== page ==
• Unless stated otherwise below all art should include 3mm bleed on any printing done to the edge of a product.

    • Print elements other than background images / colours should be brought in a minimum of 2mm from the edge of the finished product. In the case of press movement this ensures no details are lost. If you require print closer than 2mm please consult our sales staff to confirm the suitability of the art file.

    • The final artboard size for your file should be expanded to include the entire art file including bleed.

    The following sections outline a selection of rules and recommendations for various print processes.

    2.2 Xeikon - Digital Roll to Roll

    • For traditional die cutting you will be supplied with a template indicating the finished size and the recommended bleed and safe print area. Print files should be supplied following these guidelines. Once your file is complete you should either delete the guides or move them to a separate layer with print turned off.

    Corner Radius

    KNIFE

    Safe Print Area

    Bleed

    2mm

    3mm

  • 2.2 - File Requirements

    2. File Requirements2.2 Xeikon - Digital Roll to Roll - cont’d

    • For laser die cutting you will be required to create a stroke only shape on top of your print file with a spot colour named “KNIFE”(consult chapter 4 Special Spot Colours for further information on this).

    A minimum corner radius of 0.6mm is recommended.

    • For Jobs Requiring the Use of White print you will need to create a separate file indicating which areas of print will be printed in white. This should be indicated with a spot colour named “WHITE” (consult chapter 4 Special Spot Colours for further information on this).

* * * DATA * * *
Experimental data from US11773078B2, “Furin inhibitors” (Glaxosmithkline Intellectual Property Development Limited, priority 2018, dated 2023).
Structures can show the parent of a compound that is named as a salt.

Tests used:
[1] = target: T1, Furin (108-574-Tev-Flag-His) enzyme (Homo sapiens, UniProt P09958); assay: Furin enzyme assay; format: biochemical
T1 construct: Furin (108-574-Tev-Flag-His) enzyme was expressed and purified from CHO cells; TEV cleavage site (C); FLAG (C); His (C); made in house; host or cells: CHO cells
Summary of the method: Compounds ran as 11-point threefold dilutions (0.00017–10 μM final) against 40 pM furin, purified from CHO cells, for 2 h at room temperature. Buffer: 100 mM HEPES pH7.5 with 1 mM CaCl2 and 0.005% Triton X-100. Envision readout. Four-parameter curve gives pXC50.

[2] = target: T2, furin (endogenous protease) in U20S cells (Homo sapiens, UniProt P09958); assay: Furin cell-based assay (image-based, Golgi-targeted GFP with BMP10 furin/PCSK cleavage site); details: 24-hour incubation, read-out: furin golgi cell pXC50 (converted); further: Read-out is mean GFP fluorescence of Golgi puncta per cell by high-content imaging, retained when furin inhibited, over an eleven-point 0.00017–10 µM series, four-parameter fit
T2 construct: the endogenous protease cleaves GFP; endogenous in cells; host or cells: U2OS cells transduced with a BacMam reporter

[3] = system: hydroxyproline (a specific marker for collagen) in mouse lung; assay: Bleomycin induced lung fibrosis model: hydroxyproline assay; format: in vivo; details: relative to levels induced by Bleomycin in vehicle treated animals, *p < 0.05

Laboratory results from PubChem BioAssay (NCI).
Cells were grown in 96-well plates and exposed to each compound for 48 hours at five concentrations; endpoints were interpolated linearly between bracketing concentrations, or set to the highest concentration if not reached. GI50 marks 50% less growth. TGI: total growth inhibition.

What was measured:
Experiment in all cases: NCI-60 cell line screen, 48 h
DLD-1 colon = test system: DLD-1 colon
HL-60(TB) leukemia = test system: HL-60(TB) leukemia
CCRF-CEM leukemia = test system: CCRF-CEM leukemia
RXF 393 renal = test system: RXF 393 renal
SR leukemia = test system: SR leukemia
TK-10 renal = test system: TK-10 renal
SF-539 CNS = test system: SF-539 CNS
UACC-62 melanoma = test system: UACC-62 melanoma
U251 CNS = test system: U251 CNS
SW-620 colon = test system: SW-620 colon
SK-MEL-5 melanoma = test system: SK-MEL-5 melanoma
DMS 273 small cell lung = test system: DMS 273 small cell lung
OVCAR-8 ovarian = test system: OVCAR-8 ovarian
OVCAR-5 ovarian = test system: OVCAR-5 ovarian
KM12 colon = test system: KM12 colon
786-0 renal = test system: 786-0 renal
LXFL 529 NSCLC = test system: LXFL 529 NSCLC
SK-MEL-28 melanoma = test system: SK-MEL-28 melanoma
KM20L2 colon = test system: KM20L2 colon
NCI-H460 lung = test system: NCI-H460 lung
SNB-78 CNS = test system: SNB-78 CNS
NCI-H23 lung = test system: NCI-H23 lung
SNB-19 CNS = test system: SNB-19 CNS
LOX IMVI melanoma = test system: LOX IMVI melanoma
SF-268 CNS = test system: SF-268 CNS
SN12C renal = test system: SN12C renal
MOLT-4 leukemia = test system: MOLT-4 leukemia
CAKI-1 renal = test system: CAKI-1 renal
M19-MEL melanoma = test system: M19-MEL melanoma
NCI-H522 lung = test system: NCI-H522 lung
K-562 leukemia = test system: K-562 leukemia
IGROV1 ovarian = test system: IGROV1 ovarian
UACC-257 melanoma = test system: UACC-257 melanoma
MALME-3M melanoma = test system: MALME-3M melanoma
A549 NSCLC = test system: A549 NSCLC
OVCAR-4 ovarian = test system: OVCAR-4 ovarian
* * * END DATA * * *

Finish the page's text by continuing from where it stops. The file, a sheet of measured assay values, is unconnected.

• Finally, for black print we make 2 recommendations. For text, barcodes, and fine details, the best results are achieved by simply using a C:0 M:0 Y:0 K:100 breakup - this allows for much crisper prints. However for large blocks of black print or larger bold text we recommend using a rich black with breakup of C:30 M:20 Y:20 K:100. This gives a much denser finish. The decision is yours depending on the look you are after, however we do not recommend going beyond this level of toner coverage as it may cause issues when fusing the toner to the material.

    Single unbroken outlineusing spot colour KNIFE

    Single solid shapeusing spot colour WHITE

  • 2.3 - File Requirements

    2. File Requirements2.3 Wide Format

    • For die cutting you will be required to create a stroke only shape on top of your print file with a spot colour named “KNIFE”(consult chapter 4 Special Spot Colours for further information on this).

    A minimum corner radius of 0.6mm is recommended, although sharp corners are possible. For complex cuts consult your sales rep and they will determine whether the defined cut is possible.

    • In the case that you wish to provide a job with a particular sheet layout, you can determine the edge of the sheet with a spot colour named “SHEET”(consult chapter 4 Special Spot Colours for further information on this).

    • Finally, for black print we do not recommend using rich blacks at all so you should stick to a value of C:0 M:0 Y:0 K:100. Our wide format printers already produce a very dense glossy black and laying down excessive amounts of ink can have a negative impact on the print quality.

    The same can be said for very dark colours, if their colour break up has too much of all the inks then the resulting print may have problems drying or even printing correctly in the first place.

    Single unbroken outlineusing spot colour KNIFE

    Single unbroken outlineusing spot colour SHEET

    Individual Labels definedusing spot colour KNIFEas above

  • 2.4 - File Requirements

    2. File Requirements2.4 Traditional / General Printing

    For our non-digital solutions the option of printing using spot colours is available. If you require this option speak to your sales rep so that they can direct your order to the appropriate print process.

    • If you require a Pantone Spot colour you should use the Pantone solid coated formula guide. You can also request custom spot colours if for example you need to match an existing print or product.